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    New Year, New Resolutions

    Laura L. RN, Bereavement Coordinator 01/04/2023
    Laura L, RN, Bereavement Coordinator 

    It’s hard to believe another year has come and gone.  When you are grieving, it can be daunting to look towards the future.  It can be hard to celebrate the year knowing the profound loss you have been through.  Many people make resolutions for the coming year, some attainable and some not.  This month, we look at some new grief resolutions.

    First and maybe the most important resolution you can make this year is to go easy on yourself.  Grief is hard, exhausting work!  As much as we would like to resolve to “quit” grieving, it doesn’t work that way.  Don’t put a timeline on your grief or set a limit to when life will get back to “normal.”  We all know that you are in the middle of developing a “new normal” and it will happen with time.  Be gentle with yourself as you adjust to this new normal.

    Spend time with people you enjoy being around.  Surrounding yourself with people who support you and let you talk about how you feel can be very healing.  Grief can be a lonely place.  Think about who your people are and make an effort to connect with them.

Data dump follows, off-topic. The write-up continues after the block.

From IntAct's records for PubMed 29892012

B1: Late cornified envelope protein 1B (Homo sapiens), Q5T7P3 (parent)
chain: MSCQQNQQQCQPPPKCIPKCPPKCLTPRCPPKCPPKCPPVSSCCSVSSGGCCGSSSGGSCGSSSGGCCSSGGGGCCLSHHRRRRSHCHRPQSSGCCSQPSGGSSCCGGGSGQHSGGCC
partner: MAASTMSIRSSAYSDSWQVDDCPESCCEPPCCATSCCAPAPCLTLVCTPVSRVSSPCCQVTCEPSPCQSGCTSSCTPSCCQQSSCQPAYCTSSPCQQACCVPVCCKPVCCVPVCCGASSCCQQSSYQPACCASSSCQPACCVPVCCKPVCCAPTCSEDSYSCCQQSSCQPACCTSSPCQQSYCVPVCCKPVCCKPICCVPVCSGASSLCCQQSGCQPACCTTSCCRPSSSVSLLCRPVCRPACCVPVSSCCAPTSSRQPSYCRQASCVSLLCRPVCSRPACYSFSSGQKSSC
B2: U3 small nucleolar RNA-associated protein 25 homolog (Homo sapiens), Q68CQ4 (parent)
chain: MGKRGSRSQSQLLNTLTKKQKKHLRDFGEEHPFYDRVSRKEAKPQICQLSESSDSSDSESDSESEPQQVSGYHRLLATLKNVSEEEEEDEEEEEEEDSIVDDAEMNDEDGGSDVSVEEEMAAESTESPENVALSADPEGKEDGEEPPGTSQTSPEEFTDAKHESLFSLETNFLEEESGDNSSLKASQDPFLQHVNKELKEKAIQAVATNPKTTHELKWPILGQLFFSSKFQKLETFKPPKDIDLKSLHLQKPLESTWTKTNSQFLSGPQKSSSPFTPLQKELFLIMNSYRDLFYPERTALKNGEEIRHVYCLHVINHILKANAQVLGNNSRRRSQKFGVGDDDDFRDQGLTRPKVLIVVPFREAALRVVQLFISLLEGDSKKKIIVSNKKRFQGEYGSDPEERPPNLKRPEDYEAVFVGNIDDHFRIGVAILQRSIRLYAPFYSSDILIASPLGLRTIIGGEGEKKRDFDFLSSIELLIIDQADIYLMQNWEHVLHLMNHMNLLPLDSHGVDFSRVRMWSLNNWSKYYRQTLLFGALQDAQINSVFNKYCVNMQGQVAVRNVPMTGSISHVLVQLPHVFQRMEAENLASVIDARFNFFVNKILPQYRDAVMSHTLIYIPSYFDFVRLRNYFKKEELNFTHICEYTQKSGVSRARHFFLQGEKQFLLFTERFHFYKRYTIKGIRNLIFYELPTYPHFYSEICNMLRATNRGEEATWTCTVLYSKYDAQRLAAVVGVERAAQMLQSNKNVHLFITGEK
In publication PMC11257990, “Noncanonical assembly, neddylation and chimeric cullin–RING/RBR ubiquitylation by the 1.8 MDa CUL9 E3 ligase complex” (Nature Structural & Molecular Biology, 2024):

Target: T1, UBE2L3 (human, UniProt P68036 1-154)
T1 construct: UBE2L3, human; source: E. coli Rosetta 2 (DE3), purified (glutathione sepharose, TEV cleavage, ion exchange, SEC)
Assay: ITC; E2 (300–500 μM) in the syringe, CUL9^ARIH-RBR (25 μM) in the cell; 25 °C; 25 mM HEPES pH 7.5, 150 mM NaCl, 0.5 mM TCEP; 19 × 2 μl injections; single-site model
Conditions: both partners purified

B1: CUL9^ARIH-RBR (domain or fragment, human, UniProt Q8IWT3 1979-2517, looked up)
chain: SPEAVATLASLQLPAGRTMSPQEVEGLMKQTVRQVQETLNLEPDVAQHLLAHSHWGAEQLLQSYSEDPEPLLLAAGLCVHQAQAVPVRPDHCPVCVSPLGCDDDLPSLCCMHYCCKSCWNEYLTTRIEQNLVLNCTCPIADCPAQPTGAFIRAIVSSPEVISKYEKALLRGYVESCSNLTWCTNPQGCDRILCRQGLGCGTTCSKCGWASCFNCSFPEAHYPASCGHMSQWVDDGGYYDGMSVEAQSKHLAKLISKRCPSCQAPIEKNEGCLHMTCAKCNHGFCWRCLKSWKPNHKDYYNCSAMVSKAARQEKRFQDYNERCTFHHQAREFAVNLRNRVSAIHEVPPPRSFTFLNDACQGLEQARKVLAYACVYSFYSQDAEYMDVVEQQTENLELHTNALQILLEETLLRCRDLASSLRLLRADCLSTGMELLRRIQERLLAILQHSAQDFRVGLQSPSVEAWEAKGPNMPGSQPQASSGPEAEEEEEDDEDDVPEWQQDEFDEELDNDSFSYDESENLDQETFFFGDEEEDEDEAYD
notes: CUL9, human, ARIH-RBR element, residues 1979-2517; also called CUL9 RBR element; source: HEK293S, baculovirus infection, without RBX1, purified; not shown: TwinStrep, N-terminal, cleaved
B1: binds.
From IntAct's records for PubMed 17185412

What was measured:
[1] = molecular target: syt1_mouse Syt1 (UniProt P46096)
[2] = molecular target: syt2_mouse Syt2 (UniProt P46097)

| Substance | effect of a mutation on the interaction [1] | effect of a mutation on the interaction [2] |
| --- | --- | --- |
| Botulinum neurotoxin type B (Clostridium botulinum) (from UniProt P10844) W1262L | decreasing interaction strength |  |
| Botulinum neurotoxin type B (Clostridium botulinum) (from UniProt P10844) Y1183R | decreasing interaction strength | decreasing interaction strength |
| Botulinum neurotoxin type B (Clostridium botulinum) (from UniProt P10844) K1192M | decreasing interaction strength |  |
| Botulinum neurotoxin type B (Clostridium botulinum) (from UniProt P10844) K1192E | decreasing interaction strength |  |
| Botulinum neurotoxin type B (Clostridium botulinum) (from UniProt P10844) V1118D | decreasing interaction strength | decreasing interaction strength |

Be honest with yourself.  Many people who grieve feel the need to put on a happy face for others after their loss.  We may fear that we might push people away if we cry or talk about our grief too much.  The saying “fake it ‘til you make it,” comes to mind.  This can be stressful and exhausting.  It is important to acknowledge this and find those who you can tell your true feelings to.

    Make plans to remember your baby.  Start journaling about your pregnancy experience.  Plant a tree in the spring.  Attend a remembrance walk.  Plan something special for October which is National Pregnancy and Infant Loss Month.  Attend a candle lighting service for the holidays.  Speak your baby’s name throughout the year.  Remembering our babies makes us feel closer to them.

     Finally, join a support group or speak to a counselor if needed.  Hearing others’ stories helps us to recognize that we are not alone.  Sharing your story can be healing for both yourself as well as others.  If groups aren’t really your thing, there are many area counselors that specialize in grief.

     Accept who you are at this moment in time and embrace it.  Give yourself permission to feel all of the feelings and know that grief is a passage, not a place to stay.
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